DEEPA: My definition of a critic is a person who arrives at the scene after the battle is over and shoots the survivors. Its okay, some people will love it and some people will hate it...At this point in my life, I accept the bouquets and (pauses) duck the brickbats!
RUSHDIE: The one thing about any art form is that, the things some people will like about your work are exactly the things some people will not like about your work. I have had reviewers praise a particular sentence as an example of why the book is so well written and another reviewer picking the same sentence to say why the book is badly written. (shrugs)
DEEPA: You can't please everyone. That's the nature of any work of art, the minute you let it go out, its for everybody. Midnight's Children was subjected to greater scrutiny because it is based on Salman's iconic book and on his exceptionally fabulous screenplay. The more profile it has the more people feel powerful about taking pot shots at it.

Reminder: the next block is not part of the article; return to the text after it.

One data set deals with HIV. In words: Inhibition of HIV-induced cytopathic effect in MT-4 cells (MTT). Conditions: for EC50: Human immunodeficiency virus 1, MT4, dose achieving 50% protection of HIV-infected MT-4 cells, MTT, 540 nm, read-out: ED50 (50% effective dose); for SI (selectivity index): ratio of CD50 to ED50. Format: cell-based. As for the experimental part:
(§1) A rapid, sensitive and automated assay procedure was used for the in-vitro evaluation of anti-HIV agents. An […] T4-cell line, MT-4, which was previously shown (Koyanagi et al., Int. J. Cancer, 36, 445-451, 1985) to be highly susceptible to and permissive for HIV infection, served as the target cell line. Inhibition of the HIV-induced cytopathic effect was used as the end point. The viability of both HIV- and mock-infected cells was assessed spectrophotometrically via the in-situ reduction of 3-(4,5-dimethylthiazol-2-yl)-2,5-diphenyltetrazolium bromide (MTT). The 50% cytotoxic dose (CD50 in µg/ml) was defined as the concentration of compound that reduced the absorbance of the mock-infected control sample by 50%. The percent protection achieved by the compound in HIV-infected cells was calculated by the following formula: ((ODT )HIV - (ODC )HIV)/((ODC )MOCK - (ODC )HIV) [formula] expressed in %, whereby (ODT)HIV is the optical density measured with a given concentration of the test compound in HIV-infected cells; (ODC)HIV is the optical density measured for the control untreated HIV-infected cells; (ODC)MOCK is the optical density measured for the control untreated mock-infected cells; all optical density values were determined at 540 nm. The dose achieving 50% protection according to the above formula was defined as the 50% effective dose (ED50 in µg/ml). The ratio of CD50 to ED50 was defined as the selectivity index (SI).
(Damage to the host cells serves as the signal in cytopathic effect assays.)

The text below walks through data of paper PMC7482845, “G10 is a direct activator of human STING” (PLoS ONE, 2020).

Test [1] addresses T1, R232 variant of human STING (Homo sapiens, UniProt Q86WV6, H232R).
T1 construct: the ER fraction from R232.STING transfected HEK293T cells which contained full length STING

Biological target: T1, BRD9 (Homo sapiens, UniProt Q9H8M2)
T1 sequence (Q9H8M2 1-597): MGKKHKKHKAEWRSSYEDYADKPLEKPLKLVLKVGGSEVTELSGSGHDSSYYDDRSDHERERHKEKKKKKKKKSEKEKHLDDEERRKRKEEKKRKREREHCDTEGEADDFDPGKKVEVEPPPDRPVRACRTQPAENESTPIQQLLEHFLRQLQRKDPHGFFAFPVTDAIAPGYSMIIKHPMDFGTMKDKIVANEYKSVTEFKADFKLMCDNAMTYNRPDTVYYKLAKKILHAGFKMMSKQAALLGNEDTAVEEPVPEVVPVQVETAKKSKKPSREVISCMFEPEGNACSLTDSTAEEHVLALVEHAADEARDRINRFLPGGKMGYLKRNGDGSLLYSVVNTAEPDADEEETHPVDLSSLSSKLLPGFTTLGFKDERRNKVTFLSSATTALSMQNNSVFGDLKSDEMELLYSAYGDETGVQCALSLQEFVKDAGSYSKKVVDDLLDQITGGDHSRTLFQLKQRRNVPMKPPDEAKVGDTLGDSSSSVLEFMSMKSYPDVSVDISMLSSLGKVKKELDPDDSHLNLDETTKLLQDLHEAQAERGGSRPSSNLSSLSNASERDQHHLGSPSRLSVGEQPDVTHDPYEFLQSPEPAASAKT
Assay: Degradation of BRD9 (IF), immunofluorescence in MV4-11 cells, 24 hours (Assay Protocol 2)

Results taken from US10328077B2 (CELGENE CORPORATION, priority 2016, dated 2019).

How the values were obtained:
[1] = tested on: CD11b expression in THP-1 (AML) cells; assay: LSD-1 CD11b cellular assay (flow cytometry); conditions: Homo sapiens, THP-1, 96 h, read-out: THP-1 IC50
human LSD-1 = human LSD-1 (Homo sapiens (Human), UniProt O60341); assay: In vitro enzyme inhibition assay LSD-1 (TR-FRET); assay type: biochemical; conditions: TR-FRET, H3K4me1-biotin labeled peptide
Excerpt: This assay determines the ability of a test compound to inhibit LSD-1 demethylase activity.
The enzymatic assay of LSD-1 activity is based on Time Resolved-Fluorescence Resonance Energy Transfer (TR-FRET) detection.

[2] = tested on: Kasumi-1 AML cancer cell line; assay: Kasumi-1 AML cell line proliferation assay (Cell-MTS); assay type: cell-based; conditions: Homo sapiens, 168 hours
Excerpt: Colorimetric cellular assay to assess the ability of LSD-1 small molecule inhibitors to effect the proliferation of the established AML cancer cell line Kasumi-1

TOI: Were you forced to screen the film to anyone in particular before releasing in India?
DEEPA: No one has seen the film except the Censor Board.
TOI: Were you asked to make any changes in the scene pertaining to Indira Gandhi?
DEEPA: Not at all.
RUSHDIE: It is normal to make a film, release it and let the audience watch it. But what should be normal is made to sound amazing. What should be abnormal rather is a film getting into trouble...
DEEPA: There was no pressure at all on us to make any changes. Nothing has been cut or changed...
RUSHDIE: Except that one shot where a woman's breasts have been blurred.
DEEPA: (Mock protests) They have not been cut, only blurred!
RUSHDIE: Oh but she's this poor woman with out of focus breasts! (Laughs).
DEEPA: The good thing is you can make out it is a breast! (They both laugh heartily again).